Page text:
Effects of Cyclone Idai negatively affect livelihoods decreasing food access in parts of the country
From March 15 to 17, Cyclone Idai hit eastern Zimbabwe, killing more than 200 people and injuring many more. Chimanimani and Chipinge districts in Manicaland province were the hardest hit. There was extensive damage to infrastructure, including roads, bridges, water and electricity systems, and buildings. Markets have also been disrupted. Some households lost their food stocks, crops, livestock, and other property. Livelihoods in all cyclone-affected areas of Manicaland, Masvingo, and Mashonaland East provinces have been affected with immediate and long-term impacts on food security especially among poor households.
In areas not affected by Cyclone Idai, the drivers of food security remain the same as in the February Outlook. Crisis (IPC Phase 3) outcomes remain widespread due to poor macroeconomic conditions and the ongoing drought. Current and projected food security outcomes are expected to be similar to or worse than previously anticipated in areas affected by Cyclone Idai and the analysis will be updated in FEWS NET’s April Food Security Outlook Update.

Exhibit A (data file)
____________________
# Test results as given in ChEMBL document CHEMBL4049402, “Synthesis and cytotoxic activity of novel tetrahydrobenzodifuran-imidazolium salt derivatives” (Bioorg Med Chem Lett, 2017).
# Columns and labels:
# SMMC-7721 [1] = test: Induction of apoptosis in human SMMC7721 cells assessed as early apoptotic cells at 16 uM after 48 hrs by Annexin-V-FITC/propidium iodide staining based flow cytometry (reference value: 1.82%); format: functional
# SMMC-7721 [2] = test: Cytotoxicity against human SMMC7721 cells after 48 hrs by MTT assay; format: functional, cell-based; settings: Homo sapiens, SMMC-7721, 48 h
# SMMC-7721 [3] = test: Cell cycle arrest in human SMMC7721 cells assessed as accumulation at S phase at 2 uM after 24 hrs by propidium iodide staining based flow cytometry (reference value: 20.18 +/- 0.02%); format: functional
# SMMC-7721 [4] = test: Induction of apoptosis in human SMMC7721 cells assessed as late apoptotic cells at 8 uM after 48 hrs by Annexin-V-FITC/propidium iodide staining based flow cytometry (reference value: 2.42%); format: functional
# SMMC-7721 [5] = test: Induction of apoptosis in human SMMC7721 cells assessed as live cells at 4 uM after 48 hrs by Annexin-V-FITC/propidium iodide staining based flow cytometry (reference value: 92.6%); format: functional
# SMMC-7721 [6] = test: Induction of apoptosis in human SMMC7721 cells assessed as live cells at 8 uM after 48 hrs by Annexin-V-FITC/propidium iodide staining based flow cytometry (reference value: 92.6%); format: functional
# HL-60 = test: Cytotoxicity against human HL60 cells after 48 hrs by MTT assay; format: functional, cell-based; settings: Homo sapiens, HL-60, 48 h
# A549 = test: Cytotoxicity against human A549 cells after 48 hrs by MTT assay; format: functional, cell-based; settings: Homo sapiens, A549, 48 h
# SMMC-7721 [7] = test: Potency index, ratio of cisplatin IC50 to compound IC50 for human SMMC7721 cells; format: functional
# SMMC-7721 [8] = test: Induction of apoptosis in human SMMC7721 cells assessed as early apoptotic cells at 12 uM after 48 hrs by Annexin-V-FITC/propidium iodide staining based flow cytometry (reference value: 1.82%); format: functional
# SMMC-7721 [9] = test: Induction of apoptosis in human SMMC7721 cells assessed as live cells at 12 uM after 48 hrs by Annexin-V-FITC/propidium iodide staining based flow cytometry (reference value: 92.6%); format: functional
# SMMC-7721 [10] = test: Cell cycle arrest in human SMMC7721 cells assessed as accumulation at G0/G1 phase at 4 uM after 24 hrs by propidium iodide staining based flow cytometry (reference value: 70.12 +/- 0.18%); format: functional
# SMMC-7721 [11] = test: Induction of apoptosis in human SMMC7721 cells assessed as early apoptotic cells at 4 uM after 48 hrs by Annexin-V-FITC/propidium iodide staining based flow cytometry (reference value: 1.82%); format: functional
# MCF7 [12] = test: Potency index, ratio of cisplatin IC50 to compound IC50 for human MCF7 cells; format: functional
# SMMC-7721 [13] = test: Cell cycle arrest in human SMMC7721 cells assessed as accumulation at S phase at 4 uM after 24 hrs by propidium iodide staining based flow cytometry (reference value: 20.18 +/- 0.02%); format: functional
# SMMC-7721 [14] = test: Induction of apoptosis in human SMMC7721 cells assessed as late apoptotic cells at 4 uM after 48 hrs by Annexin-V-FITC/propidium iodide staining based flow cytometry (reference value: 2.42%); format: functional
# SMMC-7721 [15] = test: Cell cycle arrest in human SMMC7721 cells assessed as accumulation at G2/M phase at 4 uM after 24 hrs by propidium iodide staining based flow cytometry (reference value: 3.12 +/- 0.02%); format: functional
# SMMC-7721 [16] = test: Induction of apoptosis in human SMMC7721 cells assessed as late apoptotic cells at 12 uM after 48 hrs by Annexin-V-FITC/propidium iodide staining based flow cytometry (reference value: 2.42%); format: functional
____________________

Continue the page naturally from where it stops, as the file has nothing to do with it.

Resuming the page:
Drought conditions persist in most parts of the country. This has increased the proportion of temporarily and permanently wilted crops, especially in the typically dry southern, eastern, western and extreme northern parts of the country. Crop production for the 2018/19 season is likely to be below average across all provinces, and significantly below average in typical deficit-production areas where a high proportion of households are expected to have no harvest.
Seasonal livelihood strategies continue to be constrained as a result of the poor seasonal rainfall and on-going macro-economic hardships. The green harvest which typically provides relief to poor households during this time of the year is not available across most parts of the country. Despite the presence of humanitarian assistance in most districts, food consumption for poor households remains poorer than normal across most of the country, due in large part to continued high and increasing prices of basic food commodities including maize grain and maize meal.
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